Five key talking points from the 2016 Champions League of Darts

Jamie Shaw 27 Sep 2016
Taylor celebrates a timely triumph (credit:Lawrence Lustig/PDC)

The PDC's ground-breaking weekend on the BBC perfectly encapsulated the feel-good factor surrounding the sport at present and could be the springboard to even greater heights.

Given what had gone before with Lakeside, little was expected from the Beeb's first venture into PDC coverage, having largely failed to acknowledge the existence of darts' premier organisation for the past two decades.

In truth, Sky have set the bar so high that it's become difficult to rival, but for the casual fan at least, the Champions League was a roaring success and perhaps a sign of things to come.

While some groaned about being forced to watch the same old faces, any terrestrial televised tournament can only be a welcome addition to a weekend where the alternative offerings are Strictly Come Dancing or The X Factor.

With only the world's top eight players in action, the standard of darts was never in question: ton-plus averages on tap, big checkouts and near nine-dart misses. It was bulletproof marketing to the masses.

Here are our five key talking points from the weekend's visit to the Welsh capital...

Taylor is still MVG's biggest threat

Phil Taylor and Michael van Gerwen's preparation for the tournament had been polar opposite. The former had spent the last month recharging the batteries following the demanding World Series schedule Down Under, while the latter had been picking up titles left, right and centre.

Make no mistake, though, Taylor had been putting the hours in on the practice board in the comfort of his own home, particularly where the doubles are concerned. 

He was in and around the 50 per cent mark all tournament, a marked improvement on his Premier League and World Matchplay campaigns. 

The best of 19/best of 21 format is where 'The Power' comes into his own. He has now won his last three meetings with nemesis MVG over those distances since his crushing defeat in the World Matchplay final.

He is one of a select few players who know how to get under the Dutchman's skin both on the board and off it by attacking the MVG throw, matching his scoring power and being generally aggressive on the oche.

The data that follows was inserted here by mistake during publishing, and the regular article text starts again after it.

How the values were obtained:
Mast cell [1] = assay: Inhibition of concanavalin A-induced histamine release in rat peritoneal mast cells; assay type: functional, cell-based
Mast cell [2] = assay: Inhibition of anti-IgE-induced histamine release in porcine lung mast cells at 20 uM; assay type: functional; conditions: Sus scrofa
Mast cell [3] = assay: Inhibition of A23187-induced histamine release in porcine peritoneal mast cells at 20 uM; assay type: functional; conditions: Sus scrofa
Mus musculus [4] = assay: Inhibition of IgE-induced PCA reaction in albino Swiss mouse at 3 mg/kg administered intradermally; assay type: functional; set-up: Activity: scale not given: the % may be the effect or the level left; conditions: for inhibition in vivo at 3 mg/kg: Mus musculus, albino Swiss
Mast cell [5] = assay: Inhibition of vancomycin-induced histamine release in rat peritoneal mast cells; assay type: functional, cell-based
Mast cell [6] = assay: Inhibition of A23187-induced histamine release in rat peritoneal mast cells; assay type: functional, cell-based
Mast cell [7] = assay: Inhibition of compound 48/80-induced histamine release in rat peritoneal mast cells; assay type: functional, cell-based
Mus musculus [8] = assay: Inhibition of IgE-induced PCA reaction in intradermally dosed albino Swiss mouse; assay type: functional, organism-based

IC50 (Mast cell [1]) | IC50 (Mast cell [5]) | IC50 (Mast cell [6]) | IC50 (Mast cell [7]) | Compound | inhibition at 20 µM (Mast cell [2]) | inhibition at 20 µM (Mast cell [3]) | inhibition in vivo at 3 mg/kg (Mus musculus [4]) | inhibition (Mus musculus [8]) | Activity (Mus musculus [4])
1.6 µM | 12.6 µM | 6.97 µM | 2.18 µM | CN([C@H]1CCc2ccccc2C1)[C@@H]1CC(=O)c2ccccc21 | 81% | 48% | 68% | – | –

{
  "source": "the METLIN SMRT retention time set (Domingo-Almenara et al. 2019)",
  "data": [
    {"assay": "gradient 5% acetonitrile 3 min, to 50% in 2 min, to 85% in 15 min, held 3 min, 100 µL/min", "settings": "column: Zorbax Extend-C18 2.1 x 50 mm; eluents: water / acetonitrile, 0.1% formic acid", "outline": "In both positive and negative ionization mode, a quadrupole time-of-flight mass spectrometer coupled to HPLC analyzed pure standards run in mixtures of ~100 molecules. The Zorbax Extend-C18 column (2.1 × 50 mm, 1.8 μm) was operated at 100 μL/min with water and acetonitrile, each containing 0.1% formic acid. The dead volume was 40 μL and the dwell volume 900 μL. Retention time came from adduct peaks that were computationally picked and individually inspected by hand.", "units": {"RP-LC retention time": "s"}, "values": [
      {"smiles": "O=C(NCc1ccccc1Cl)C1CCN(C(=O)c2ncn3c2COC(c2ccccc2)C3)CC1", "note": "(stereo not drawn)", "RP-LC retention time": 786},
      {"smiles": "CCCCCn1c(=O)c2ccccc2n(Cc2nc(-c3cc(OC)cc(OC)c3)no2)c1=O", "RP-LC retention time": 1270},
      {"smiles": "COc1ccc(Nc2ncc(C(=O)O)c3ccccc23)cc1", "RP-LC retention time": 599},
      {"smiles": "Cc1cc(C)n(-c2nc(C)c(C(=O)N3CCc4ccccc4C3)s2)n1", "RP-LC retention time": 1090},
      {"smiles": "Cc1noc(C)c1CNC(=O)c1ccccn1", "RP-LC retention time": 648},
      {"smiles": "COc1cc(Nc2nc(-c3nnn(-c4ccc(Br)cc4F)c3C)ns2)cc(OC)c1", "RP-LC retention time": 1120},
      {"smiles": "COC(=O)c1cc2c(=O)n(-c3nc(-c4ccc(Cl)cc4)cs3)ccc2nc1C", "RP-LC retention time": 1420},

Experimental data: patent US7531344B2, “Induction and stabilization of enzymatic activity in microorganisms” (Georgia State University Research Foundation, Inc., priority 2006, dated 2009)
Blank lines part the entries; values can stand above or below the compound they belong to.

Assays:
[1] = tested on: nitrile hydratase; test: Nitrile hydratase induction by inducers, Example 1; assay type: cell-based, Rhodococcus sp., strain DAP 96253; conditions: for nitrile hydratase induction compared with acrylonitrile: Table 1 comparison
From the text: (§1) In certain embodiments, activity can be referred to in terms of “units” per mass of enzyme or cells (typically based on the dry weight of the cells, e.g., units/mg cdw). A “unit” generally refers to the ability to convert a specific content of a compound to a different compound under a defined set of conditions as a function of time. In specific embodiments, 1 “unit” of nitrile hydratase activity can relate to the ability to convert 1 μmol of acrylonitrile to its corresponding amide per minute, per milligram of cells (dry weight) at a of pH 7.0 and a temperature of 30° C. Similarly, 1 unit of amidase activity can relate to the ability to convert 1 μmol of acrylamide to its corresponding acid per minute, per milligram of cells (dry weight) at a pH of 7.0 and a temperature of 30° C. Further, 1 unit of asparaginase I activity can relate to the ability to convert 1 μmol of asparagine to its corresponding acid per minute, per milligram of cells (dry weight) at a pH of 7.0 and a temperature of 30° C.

The BBC continually probed Taylor as to when he will decide to put his darts back in the case for the final time, but as long as he continues to pick and choose his events and maintains his current level of desire, he will continue to be a major force to be reckoned with.

MVG - Burned out or just outclassed?

Unbeaten in his last 35 games prior to the trip to Cardiff, it looked like all MVG had to do was turn up and throw his 'B' game to add £100,000 to his record September haul.

But the Dutchman was rumbled not once, but twice, by his old foe, and more surprisingly - he was well beaten on both occasions. 

Noticeably in the final, his first dart in a scoring visit was frequently dropping below the treble 20, a tell-tale sign of fatigue and the trademark bursts of brilliance we've become accustomed to seeing just didn't arrive. 

Van Gerwen has won an unprecedented 19 titles so far this season and could virtually retain his world number one spot without picking up a dart in 2017, but it's the sheer hunger for constant success which drives him forward.

A brilliant stat dug out by Rod Studd on Twitter outlined that MVG had contested over 700 competitive legs more than Taylor in 2016 alone. Yes, he's almost 30 years younger and cannot win everything, but that is a hell of a lot of darts and is bound to catch up with him at some stage.

The PDC schedule is relentless between now and the World Championship, so you would have to say it would be in the best interests of MVG to choose his appearances wisely to ensure he heads to Wolverhampton, Minehead, Ally Pally (and so on) in the best possible shape.